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Archive for Tuesday, October 19, 2010

Kansas loses steam on energy efficiency

State ranks 46th in its policies and programs

October 19, 2010

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I try to keep my thermostat set pretty high and leave it there all the time, don’t bump it up and down a lot.

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That’s the message state officials are sending after Kansas ranked 46th in its energy-efficiency policies and programs. In the American Council for an Energy-Efficient Economy’s state scorecard, Kansas fell seven places in 2010.

Nebraska, Missouri and Oklahoma joined Kansas on the list of the 10 worst states for energy efficiency. North Dakota was at the worst and California ranked best.

“Everybody recognizes there is room for improvement,” said Cara Sloan-Ramos, spokeswoman for the Kansas Corporation Commission, about the ranking.

Kansas lagged behind the 27 states that have established targets for reducing energy consumption in the coming years and the 20 states that have adopted or made significant progress toward implementing energy-saving building codes.

“Other states are taking a lot of action on energy-efficiency policies. And we have not done that yet in Kansas,” said Eileen Horn, the Douglas County and Lawrence Sustainability Coordinator.

Along with establishing a long-range policy to reduce energy consumption, Horn said the state would make progress if it would decouple energy generation from the revenue that utility companies bring in. That would entice utilities to take steps to conserve energy.

“Utilities can recover some of the lost revenue by becoming more efficient,” Horn said.

Ramos also noted that the state needs to do a better job of just providing the ACEEE with up-to-date information on what Kansas has been doing in terms of energy-efficiency programs.

Both Horn and Ramos noted the state is continuously offering programs that promote energy efficiency.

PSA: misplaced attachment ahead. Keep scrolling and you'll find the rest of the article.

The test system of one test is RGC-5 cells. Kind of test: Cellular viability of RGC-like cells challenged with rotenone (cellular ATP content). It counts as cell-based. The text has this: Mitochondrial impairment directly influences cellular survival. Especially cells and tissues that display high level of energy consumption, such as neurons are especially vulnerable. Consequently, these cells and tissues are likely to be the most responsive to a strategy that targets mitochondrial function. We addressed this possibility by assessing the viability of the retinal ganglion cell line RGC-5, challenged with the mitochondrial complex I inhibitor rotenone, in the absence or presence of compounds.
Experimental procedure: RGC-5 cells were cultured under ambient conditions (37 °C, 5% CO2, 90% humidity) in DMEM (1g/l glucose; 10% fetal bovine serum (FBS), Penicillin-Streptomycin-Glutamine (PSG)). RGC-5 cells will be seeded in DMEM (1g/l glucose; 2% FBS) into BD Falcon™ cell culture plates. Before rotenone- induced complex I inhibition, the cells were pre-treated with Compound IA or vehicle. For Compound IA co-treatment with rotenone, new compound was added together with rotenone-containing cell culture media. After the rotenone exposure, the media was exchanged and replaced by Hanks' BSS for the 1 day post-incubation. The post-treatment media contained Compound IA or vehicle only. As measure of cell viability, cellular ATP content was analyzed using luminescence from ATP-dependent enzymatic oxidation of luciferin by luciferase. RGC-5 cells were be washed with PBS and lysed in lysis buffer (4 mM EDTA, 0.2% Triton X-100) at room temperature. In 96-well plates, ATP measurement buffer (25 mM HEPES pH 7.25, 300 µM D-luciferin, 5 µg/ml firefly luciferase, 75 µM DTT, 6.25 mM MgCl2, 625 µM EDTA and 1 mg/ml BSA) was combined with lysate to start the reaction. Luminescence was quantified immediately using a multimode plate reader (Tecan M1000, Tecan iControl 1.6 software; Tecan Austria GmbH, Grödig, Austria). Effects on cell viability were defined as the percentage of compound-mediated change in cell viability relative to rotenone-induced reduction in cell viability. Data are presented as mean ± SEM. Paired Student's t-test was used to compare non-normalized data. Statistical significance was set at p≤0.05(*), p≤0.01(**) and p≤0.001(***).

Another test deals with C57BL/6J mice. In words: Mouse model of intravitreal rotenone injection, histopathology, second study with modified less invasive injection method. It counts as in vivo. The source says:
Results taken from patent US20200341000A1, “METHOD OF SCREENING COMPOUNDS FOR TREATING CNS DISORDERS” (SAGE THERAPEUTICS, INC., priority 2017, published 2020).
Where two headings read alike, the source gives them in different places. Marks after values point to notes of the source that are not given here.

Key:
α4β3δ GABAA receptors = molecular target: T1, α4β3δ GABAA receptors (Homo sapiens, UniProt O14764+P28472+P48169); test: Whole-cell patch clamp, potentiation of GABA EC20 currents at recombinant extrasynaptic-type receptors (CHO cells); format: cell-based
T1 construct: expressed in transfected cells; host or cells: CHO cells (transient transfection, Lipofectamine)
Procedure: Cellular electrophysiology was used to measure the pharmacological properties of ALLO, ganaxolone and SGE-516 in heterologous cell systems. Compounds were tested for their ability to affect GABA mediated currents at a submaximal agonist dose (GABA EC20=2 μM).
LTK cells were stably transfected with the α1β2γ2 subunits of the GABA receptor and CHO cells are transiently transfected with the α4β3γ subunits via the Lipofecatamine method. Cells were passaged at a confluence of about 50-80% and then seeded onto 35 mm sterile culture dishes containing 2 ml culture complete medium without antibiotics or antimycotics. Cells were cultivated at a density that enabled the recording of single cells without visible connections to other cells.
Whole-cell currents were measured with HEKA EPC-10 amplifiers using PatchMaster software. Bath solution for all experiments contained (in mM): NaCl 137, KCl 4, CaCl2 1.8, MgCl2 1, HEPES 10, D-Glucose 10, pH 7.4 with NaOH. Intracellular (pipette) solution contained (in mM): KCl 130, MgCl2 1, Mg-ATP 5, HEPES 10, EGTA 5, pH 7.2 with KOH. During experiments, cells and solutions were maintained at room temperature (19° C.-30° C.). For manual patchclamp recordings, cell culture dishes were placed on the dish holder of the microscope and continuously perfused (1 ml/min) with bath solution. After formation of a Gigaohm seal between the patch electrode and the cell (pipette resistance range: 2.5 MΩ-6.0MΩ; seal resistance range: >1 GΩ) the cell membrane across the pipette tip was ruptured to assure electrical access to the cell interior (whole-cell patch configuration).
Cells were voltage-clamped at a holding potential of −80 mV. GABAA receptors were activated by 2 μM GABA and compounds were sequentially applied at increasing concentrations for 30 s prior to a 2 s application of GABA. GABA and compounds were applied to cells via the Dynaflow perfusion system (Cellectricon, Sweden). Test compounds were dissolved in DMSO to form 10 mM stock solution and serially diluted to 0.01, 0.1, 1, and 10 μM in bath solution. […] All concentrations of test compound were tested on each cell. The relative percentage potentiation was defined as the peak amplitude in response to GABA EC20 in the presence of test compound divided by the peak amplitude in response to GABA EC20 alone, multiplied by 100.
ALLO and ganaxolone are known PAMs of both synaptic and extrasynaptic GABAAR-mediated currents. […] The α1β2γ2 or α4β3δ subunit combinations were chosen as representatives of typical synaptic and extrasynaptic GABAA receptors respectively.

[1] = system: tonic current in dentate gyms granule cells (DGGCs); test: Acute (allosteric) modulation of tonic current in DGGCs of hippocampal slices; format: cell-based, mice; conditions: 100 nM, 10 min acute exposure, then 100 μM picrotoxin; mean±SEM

Horn pointed to the State Energy Office’s rebate for a $100 energy audit, something that typically costs several hundred dollars. The state also received more than $34 million in stimulus dollars for homeowners and small businesses to use for improvements that would lower energy bills. That money is available through loans from banks or utility companies.

“We have room to grow with the ranking of 46th, but I don’t want everyone to feel hopeless. There are already great programs at the State Energy Office,” Horn said.

She also noted that the energy-efficiency programs being implemented in the city of Lawrence and Douglas County can also help convince the state that it works.

“I really hope that cities like Lawrence can show the state what is possible,” she said.

Comments

bobberboy 3 years, 6 months ago

what do you expect from a bunch of retards ?

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gudpoynt 3 years, 6 months ago

Why do Republicans let their hatred of liberals transfer over to a hatred of environmentalism?

Don't the words conservatism and conservation have the same root?

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George Lippencott 3 years, 6 months ago

Wait until we have energy prices related to demand - only residential properties will pay them. At 3PM on a given August Day when the outside temperature is 110 the plant shift worker trying to sleep for the night shift will pay the price for the highest kilowatt on the system while executives at work at Westar will pay nothing and be cooled according to the needs of their computers (68?) . This will all get better with time as the "climate change theocrats" demand more and more worship of their god with no regard to who gets hurt.

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gphawk89 3 years, 6 months ago

So a state's energy efficiency is judged by the number of related policies, mandates, laws, etc.? In that case, wouldn't being ranked near the bottom be a good thing?